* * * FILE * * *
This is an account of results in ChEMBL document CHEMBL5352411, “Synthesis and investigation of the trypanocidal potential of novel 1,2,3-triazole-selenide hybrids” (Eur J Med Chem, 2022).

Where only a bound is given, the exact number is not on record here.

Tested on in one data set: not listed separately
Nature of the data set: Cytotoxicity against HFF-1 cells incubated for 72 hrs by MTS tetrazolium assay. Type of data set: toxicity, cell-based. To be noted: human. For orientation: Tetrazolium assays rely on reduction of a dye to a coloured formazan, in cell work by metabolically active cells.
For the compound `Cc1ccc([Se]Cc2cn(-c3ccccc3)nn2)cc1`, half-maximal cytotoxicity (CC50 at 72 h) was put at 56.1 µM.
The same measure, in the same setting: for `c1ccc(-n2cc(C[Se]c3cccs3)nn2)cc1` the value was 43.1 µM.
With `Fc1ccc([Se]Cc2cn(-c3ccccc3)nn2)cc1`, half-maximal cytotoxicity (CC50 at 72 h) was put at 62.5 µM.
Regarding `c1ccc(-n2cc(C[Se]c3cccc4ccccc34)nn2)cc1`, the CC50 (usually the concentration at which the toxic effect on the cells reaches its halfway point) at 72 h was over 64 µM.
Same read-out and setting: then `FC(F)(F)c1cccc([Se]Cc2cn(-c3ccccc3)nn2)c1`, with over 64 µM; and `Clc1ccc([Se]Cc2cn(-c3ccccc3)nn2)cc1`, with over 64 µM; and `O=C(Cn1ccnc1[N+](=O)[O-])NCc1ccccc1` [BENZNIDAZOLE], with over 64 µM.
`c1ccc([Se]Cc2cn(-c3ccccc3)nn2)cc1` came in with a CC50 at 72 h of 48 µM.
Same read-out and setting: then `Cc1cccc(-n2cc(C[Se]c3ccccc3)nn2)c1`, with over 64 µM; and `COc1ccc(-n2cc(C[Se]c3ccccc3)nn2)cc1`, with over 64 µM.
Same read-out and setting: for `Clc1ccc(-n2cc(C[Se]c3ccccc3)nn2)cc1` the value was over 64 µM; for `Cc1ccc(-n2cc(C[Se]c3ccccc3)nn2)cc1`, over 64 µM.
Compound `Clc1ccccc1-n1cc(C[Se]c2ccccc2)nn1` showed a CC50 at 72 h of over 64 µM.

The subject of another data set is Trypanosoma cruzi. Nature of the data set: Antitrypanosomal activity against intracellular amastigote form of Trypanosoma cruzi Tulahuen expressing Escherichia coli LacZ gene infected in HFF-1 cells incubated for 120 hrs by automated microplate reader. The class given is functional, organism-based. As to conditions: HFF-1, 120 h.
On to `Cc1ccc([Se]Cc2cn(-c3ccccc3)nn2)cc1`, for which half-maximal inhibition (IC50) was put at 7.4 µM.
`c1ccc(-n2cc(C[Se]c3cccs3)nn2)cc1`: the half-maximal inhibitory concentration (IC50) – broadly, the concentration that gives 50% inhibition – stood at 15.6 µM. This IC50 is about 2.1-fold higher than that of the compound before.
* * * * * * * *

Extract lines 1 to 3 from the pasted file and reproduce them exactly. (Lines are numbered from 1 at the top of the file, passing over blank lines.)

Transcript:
This is an account of results in ChEMBL document CHEMBL5352411, “Synthesis and investigation of the trypanocidal potential of novel 1,2,3-triazole-selenide hybrids” (Eur J Med Chem, 2022).

Where only a bound is given, the exact number is not on record here.

Tested on in one data set: not listed separately